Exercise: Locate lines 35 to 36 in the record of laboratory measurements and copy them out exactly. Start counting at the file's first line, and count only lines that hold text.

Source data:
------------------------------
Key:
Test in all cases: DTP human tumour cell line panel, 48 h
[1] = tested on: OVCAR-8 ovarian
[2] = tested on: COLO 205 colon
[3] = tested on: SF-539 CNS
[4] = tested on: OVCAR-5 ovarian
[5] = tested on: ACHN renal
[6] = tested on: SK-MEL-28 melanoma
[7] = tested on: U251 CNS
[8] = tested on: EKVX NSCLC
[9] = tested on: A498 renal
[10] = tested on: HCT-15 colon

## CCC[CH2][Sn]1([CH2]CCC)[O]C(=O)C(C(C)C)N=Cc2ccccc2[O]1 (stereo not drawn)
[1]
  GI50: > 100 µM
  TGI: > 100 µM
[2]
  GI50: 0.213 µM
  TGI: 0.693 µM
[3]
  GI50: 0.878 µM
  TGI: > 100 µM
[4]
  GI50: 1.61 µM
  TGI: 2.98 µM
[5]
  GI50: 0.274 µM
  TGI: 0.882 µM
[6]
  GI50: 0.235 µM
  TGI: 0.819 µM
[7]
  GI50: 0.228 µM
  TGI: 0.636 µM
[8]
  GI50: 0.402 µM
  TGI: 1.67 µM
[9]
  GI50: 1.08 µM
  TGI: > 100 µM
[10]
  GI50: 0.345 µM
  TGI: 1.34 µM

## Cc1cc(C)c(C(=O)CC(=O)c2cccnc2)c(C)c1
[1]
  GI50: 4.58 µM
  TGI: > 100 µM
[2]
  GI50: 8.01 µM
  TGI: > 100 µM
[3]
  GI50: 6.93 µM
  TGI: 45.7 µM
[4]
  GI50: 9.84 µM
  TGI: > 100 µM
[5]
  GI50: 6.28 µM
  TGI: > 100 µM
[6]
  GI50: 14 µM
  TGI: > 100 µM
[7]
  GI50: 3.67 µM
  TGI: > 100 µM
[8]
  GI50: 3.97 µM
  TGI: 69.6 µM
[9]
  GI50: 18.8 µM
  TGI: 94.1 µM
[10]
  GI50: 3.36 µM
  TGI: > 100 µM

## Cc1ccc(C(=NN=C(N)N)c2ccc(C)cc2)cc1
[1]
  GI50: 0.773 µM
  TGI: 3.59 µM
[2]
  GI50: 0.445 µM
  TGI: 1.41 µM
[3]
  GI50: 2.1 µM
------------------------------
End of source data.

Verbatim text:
[8]
  GI50: 0.402 µM